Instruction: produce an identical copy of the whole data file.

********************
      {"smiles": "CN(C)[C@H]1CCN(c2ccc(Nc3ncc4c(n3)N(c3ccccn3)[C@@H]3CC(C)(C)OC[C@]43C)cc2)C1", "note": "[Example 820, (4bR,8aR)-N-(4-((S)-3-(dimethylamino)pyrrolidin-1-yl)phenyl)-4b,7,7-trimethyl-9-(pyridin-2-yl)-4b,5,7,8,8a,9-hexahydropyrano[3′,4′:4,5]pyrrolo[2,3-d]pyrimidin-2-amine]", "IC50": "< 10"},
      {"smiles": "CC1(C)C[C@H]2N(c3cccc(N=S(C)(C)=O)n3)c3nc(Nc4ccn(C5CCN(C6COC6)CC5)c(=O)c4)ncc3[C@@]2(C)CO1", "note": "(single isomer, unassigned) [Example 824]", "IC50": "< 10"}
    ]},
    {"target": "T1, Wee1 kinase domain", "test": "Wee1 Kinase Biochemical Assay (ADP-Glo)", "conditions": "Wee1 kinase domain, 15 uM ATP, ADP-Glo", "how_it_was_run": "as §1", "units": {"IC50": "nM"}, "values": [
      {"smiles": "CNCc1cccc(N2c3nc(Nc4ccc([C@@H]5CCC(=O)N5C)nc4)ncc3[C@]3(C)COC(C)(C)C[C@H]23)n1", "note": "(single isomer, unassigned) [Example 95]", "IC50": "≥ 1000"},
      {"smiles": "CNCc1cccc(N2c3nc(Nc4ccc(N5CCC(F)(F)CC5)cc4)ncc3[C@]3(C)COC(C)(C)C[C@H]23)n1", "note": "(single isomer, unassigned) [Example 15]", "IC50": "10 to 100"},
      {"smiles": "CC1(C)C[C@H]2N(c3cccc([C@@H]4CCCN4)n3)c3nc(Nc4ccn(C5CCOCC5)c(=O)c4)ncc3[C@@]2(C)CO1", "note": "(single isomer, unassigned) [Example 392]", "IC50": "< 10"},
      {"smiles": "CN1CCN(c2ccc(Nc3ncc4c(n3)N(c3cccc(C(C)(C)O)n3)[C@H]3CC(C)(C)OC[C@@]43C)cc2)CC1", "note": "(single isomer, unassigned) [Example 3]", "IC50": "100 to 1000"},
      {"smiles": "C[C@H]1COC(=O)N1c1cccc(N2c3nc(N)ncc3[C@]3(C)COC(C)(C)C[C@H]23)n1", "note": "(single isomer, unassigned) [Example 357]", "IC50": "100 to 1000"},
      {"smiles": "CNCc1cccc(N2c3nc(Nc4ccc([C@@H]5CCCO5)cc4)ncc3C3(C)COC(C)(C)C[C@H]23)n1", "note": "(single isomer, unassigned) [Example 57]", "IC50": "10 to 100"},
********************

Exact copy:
      {"smiles": "CN(C)[C@H]1CCN(c2ccc(Nc3ncc4c(n3)N(c3ccccn3)[C@@H]3CC(C)(C)OC[C@]43C)cc2)C1", "note": "[Example 820, (4bR,8aR)-N-(4-((S)-3-(dimethylamino)pyrrolidin-1-yl)phenyl)-4b,7,7-trimethyl-9-(pyridin-2-yl)-4b,5,7,8,8a,9-hexahydropyrano[3′,4′:4,5]pyrrolo[2,3-d]pyrimidin-2-amine]", "IC50": "< 10"},
      {"smiles": "CC1(C)C[C@H]2N(c3cccc(N=S(C)(C)=O)n3)c3nc(Nc4ccn(C5CCN(C6COC6)CC5)c(=O)c4)ncc3[C@@]2(C)CO1", "note": "(single isomer, unassigned) [Example 824]", "IC50": "< 10"}
    ]},
    {"target": "T1, Wee1 kinase domain", "test": "Wee1 Kinase Biochemical Assay (ADP-Glo)", "conditions": "Wee1 kinase domain, 15 uM ATP, ADP-Glo", "how_it_was_run": "as §1", "units": {"IC50": "nM"}, "values": [
      {"smiles": "CNCc1cccc(N2c3nc(Nc4ccc([C@@H]5CCC(=O)N5C)nc4)ncc3[C@]3(C)COC(C)(C)C[C@H]23)n1", "note": "(single isomer, unassigned) [Example 95]", "IC50": "≥ 1000"},
      {"smiles": "CNCc1cccc(N2c3nc(Nc4ccc(N5CCC(F)(F)CC5)cc4)ncc3[C@]3(C)COC(C)(C)C[C@H]23)n1", "note": "(single isomer, unassigned) [Example 15]", "IC50": "10 to 100"},
      {"smiles": "CC1(C)C[C@H]2N(c3cccc([C@@H]4CCCN4)n3)c3nc(Nc4ccn(C5CCOCC5)c(=O)c4)ncc3[C@@]2(C)CO1", "note": "(single isomer, unassigned) [Example 392]", "IC50": "< 10"},
      {"smiles": "CN1CCN(c2ccc(Nc3ncc4c(n3)N(c3cccc(C(C)(C)O)n3)[C@H]3CC(C)(C)OC[C@@]43C)cc2)CC1", "note": "(single isomer, unassigned) [Example 3]", "IC50": "100 to 1000"},
      {"smiles": "C[C@H]1COC(=O)N1c1cccc(N2c3nc(N)ncc3[C@]3(C)COC(C)(C)C[C@H]23)n1", "note": "(single isomer, unassigned) [Example 357]", "IC50": "100 to 1000"},
      {"smiles": "CNCc1cccc(N2c3nc(Nc4ccc([C@@H]5CCCO5)cc4)ncc3C3(C)COC(C)(C)C[C@H]23)n1", "note": "(single isomer, unassigned) [Example 57]", "IC50": "10 to 100"},